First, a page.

achieve in a curvilinear coordinate system as compared to the
Cartesian coordinate system.
To satisfy both the circulation theorem and the conservation of
mass, Parmentier and Torrance (1975) introduced the concept of

tangential velocities parallel to the control volume faces and

transport velocities perpendicular to control volume faces (Figure
4). In what follows, their approach has been adapted for the non-
uniform grid system.
The circulation theorem (equation 58) is written for a grid
volume around node (i,j) as shown in figure 4

ij ( 1/2-z 1(rj rj

-v t v t t u
S(vj i-1,j)(j+/2-r j 1/) (u j-uij-1)(zi+1i/2-z1/

t t t t
= 1i,j- i- ,j i,3 i',j-1 (59)
ij zi+/2-z 1/2 r.+ 2- r.
i + W zi 1/21/2


- -- Zi-/2

I zj-I
r]. l

Notations of various quantities defined on a
non-uniform grid system in cylindrical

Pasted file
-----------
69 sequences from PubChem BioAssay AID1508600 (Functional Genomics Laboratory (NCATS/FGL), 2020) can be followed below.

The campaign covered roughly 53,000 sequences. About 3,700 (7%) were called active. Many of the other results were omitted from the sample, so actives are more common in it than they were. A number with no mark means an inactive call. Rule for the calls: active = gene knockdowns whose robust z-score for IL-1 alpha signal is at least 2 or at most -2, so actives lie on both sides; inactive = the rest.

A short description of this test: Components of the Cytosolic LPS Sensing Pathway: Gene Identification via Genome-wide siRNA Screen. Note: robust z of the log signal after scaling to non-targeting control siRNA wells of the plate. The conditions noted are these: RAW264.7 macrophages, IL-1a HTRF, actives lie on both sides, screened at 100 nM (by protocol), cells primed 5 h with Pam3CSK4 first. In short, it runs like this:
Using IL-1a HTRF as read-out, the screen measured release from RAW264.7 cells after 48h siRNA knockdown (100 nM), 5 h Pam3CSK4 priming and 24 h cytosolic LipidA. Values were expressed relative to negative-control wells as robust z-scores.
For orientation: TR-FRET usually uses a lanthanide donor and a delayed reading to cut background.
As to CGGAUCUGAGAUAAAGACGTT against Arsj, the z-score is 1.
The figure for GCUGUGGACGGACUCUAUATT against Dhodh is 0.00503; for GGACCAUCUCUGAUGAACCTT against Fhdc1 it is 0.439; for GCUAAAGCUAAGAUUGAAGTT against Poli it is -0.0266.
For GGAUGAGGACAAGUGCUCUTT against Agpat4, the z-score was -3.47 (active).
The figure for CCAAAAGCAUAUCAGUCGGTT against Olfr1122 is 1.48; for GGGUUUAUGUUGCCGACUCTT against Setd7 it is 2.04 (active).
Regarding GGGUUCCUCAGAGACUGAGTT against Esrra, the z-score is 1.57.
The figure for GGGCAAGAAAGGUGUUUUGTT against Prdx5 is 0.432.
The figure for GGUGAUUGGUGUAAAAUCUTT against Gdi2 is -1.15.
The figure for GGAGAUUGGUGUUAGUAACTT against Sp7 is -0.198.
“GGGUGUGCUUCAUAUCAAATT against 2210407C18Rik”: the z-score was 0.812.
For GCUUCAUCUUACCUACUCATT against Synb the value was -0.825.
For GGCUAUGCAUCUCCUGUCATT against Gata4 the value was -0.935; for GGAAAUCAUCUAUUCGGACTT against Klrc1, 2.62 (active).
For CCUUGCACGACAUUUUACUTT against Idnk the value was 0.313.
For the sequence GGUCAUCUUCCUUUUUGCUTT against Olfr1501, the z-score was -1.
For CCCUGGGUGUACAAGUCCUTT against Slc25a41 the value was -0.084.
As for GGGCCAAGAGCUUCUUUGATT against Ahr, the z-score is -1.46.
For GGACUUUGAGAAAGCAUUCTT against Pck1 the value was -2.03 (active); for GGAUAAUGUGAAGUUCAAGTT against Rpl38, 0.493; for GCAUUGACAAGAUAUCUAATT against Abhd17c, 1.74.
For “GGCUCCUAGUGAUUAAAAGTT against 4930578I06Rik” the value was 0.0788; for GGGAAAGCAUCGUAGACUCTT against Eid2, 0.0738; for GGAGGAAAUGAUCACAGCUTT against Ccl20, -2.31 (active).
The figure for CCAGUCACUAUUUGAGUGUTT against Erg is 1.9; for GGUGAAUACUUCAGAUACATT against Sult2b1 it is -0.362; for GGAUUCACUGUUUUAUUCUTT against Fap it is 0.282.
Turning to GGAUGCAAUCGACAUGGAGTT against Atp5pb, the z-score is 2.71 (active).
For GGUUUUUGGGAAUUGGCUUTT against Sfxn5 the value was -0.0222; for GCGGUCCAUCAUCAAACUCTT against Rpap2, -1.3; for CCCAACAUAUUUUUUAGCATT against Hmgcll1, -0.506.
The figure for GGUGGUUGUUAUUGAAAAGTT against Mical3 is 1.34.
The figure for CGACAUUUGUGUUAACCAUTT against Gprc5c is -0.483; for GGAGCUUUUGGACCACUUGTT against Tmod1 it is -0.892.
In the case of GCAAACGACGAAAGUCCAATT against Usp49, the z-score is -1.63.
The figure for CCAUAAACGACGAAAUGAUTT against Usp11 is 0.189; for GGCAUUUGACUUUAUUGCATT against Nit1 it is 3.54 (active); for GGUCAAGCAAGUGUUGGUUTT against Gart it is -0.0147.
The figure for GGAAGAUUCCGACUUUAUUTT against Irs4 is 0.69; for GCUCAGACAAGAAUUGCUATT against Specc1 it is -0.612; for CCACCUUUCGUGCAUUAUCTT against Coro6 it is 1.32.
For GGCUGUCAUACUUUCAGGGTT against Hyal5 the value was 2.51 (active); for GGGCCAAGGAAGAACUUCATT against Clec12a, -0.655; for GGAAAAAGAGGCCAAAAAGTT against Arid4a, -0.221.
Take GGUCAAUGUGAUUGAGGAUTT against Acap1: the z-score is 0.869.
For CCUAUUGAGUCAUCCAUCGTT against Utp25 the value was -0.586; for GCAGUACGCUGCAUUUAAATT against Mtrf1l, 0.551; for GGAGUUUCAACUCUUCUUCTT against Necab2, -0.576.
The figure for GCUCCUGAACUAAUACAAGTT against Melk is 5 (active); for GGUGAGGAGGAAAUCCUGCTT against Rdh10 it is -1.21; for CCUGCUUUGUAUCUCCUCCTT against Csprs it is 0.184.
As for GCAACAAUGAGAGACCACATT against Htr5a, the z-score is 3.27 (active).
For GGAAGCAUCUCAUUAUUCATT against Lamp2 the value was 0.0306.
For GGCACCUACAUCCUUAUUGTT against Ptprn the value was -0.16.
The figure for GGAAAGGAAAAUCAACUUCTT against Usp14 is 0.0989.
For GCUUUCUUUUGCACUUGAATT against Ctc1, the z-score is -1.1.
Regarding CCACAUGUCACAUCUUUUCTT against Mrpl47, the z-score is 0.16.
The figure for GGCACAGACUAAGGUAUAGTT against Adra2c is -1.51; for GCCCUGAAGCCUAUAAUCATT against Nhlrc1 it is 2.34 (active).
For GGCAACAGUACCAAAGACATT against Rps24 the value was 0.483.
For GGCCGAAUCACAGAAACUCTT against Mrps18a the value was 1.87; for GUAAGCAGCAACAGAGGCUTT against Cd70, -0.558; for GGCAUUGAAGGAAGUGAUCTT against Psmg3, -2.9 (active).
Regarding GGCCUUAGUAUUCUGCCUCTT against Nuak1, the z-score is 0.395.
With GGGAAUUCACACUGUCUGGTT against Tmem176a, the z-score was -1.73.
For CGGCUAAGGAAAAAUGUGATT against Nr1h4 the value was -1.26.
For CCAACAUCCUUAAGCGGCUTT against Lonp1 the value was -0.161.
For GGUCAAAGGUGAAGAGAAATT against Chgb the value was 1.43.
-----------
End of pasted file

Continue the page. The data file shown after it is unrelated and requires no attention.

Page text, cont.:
I -1

r i./2 r] r

Figure 4.

iJ Z---+Z/2

u --


The tangential velocities u ,j and v-,j at the faces of the

grid volume are obtained by finite differencing equation 29

ut ij+ ij
ij rj+l/2 rj+- rj j


v - ip
,t i+lj i- ,j
i,j r (z i+- zi)

Substituting these definitions in equation (59)

1 i+l,jj 3J i,j-i-,j
I i+ Zi i-

1 ri j+l- ij 1iji,j-1
rI r )I-
rj+ 1/2-r 1/2 rj+ 1/2rj+1-r ) r.1/ -rj -1


Note that the same finite difference equation (61) can be obtained

from central differencing the stream function equation (28) without

introducing the circulation theorem. This is shown in Appendix A.
After algebraic manipulation,

- "i = Ai-,j+ B i,j + CJi + Di,j-1 + Eij+1



B (z -zi j z i i-i rj { (rj+l-rj) jr jr -j-l